Web Soil Survey can be assessed  or by downloading the SoilWeb application on your mobile device. For assistance, contact your local county Extension agent or NRCS office.

Figure 1

Figure 1. Major Land Resource Areas of North Dakota.

Carrying Capacity Using Estimated AUM/acre Method

(for rangeland pastures only)

To determine carrying capacity using estimated AUM/acre, multiply the acres of vegetation type by the recommended estimated stocking rate from Table 3 to determine AUM available (see formula below or Worksheet B of the Range Calculator). Repeat for each vegetation type found in the pasture. Total the results of each vegetation type to determine the total AUM available for the pasture.

Table 3

Finally, the landowner can determine the carrying capacity for the planned class or type of livestock. Once the carrying capacity is determined using the estimated stocking rate guide from Table 3, divide total AUMs by total acres and then divide by AUE to calculate your animal unit equivalent months per acre (AUEM/ac). The AUEM per acre is an estimate of how many acres are required to support the kind and class of livestock you are grazing for a period of one month.

If harvest efficiency has been improved through the implementation of a properly managed grazing system, multiply total AUM by the guideline multiplier value found in Table 2 (multiplier column).

Page 6 Formula

Example 3 & 4

To convert AUM/ac to ac/AUM, divide 1 by AUM/acre. For example, 0.66 AUM/ac would be 1 ÷ 0.67 = 1.49 ac/AUM.

Carrying Capacity Using Estimated Relative Production Values Method

(for rangeland and tame grass pastures)

To determine carrying capacity using estimated relative production values methods, 1) multiply acres of vegetation type by the recommended relative production values from Table 4 to determine total production, 2) then multiple total production by appropriate harvest efficiency (Table 2) to achieve available forage for grazing, 3) then divide by 913 lb. (amount of air-dried forage consumed
by one AU per month) to determine total AUM available (see formula below or Worksheet C of the Range Calculator).

Acres of Total Harvest Available Forage

Formula: Vegetation Type x RPV1 = Production (lb.) x
Efficiency2 = for Consumption/913 lb.3 = AUM4

Expressed Carrying Capacity:

AUM ÷ total acres ÷ AUE5 = AUEM/ac

1 Relative production value (Table 4).

2 See Harvest Efficiency section for recommended value (Table 2).

3 Average consumption of an AU for one month is 913 pounds of air-dried forage.

4 AUM must be calculated for each vegetation type.

5 AUE for your livestock class or type found in Table 1.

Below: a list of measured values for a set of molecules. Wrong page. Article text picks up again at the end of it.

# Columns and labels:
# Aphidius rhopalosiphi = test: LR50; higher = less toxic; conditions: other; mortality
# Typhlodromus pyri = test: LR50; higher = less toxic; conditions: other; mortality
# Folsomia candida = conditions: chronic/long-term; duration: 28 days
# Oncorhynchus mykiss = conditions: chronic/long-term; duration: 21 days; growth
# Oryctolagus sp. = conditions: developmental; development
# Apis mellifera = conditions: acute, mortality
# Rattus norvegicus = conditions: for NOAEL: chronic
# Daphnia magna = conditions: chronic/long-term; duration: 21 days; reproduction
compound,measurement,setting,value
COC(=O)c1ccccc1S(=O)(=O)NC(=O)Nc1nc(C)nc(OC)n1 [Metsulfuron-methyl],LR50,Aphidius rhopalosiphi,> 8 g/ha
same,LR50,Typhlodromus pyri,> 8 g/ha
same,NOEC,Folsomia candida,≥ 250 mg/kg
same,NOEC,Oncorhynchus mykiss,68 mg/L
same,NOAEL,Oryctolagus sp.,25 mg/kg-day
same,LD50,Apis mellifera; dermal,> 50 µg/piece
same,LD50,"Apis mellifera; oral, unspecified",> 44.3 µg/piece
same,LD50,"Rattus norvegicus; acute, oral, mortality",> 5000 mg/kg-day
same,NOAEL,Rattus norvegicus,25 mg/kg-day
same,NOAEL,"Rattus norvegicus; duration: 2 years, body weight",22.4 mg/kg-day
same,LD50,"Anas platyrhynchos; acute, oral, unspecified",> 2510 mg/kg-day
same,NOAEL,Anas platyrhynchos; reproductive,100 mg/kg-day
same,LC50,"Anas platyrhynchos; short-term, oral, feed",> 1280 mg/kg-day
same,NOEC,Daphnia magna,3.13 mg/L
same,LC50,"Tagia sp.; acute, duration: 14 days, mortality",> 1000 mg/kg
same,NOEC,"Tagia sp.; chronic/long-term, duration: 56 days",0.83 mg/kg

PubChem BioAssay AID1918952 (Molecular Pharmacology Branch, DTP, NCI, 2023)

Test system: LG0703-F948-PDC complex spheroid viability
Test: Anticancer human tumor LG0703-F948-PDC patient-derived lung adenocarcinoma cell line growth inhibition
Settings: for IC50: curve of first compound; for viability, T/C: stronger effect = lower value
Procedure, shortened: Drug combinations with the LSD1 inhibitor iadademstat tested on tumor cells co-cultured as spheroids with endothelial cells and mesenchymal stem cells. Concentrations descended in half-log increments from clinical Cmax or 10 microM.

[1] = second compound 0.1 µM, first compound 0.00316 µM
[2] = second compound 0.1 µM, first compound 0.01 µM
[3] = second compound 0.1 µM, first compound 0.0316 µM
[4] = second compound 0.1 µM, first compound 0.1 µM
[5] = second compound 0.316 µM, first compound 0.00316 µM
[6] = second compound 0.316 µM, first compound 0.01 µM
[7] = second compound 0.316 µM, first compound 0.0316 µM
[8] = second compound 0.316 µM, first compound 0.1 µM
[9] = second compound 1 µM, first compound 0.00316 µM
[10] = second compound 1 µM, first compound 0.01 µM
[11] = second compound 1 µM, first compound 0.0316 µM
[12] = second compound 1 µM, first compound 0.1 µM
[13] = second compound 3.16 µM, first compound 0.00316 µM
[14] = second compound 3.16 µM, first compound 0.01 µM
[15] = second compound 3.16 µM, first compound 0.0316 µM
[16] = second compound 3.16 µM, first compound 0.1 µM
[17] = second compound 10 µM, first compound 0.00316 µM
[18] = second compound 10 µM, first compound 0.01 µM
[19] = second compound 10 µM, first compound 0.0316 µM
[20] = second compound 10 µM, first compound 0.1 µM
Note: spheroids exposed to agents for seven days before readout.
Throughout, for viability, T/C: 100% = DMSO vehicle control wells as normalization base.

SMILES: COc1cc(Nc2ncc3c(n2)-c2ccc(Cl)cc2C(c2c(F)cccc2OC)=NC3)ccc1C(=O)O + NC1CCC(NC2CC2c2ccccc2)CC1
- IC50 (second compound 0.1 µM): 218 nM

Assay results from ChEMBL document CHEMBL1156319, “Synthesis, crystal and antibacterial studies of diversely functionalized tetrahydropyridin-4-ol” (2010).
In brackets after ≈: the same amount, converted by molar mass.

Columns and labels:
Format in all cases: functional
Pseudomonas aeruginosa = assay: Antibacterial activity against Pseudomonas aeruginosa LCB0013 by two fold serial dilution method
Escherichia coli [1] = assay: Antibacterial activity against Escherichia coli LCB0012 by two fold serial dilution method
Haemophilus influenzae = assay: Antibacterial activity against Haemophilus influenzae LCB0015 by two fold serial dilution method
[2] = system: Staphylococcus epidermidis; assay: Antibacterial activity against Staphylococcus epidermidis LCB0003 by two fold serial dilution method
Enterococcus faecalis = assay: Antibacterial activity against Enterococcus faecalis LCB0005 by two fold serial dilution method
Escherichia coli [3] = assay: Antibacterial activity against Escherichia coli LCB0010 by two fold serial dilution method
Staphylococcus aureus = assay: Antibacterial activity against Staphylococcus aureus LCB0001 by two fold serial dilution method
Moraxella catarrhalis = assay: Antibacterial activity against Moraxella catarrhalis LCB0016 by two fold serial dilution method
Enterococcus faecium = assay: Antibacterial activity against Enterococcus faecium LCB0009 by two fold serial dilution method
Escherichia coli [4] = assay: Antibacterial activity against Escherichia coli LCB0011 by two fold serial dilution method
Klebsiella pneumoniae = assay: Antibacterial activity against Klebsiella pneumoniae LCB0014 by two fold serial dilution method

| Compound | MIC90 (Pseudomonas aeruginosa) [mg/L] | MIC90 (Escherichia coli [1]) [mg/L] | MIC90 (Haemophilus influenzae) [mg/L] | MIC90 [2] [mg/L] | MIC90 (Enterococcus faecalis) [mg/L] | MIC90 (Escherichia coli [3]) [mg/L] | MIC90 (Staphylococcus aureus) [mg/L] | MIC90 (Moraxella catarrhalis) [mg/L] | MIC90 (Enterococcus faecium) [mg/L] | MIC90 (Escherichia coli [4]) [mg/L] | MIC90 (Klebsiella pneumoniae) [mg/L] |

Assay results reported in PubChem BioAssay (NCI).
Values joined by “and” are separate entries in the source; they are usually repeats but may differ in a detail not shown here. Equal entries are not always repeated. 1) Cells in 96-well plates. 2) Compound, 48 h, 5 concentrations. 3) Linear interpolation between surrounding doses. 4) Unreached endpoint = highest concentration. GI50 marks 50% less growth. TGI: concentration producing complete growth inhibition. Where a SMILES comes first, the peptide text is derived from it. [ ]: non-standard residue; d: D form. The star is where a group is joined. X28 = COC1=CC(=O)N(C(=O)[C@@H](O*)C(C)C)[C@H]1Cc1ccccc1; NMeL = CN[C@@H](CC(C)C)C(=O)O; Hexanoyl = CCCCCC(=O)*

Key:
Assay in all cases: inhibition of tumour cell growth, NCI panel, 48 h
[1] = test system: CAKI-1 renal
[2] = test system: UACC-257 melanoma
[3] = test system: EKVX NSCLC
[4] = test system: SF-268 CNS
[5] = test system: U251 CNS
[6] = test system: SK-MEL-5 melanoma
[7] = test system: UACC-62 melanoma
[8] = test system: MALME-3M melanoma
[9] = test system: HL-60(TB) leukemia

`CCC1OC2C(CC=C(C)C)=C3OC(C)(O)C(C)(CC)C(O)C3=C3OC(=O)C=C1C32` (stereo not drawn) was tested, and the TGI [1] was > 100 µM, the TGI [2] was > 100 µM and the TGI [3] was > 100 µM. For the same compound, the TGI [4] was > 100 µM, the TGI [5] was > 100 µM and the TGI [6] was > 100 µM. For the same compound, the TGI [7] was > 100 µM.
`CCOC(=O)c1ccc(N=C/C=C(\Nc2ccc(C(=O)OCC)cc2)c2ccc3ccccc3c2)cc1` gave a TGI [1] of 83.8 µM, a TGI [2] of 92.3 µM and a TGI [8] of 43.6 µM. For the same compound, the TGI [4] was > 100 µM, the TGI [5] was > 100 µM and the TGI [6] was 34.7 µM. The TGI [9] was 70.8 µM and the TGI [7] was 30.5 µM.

Table 4

Repeat for each vegetation type found in the pasture. Total the results of each vegetation type to determine total AUM available for the pasture. If a properly managed grazing system has been installed and is working effectively, increasing the harvest efficiency percentage found in Table 2 may be desired.

To determine the carrying capacity in AUM per acre, divide the total AUM by the acres in the grazing unit. To convert AUM/ac to ac/AUM, divide 1 by AUM/acre.

To determine acres needed to support your class or type of livestock, take the total AUM/ac and divide by AUE to get AUEM/ac. Then divide 1 by the AUEM to determine acres needed to support your class or type of livestock for one month.

Examples 5 & 6

Management Recommendations

• The stocking rate should not be greater than the carry capacity to assure proper resource management. Frequently, the stocking rate may be lower than the carrying capacity due to different ecological and management objectives.

• The carrying capacity is influenced by the current condition of the ecological site.

See R1556, “Ecological Sites of North Dakota” (Sedivec and Printz 2012)

• We highly recommend that monitoring tools be implemented to prevent overgrazing and to determine whether you are meeting your management goals.

See R1780, “The North Dakota Grazing Monitoring Stick: A Way to Measure Range and Pasture Utilization” (Meehan et al., 2015)

• The estimated stocking rate could be based on local knowledge and past stocking rates if the similarity index, health and trend have met the producer’s objectives without degrading the resource.

• In times of drought, early adjustments of the stocking rate will need to occur due to loss of forage production.

See R1819, “Strategies for Managing Drought in the Northern Plains” (Sedivec et al., 2016)

November 2018

Creative Commons License
Feel free to use and share this content, but please do so under the conditions of our Creative Commons license and our Rules for Use. Thanks.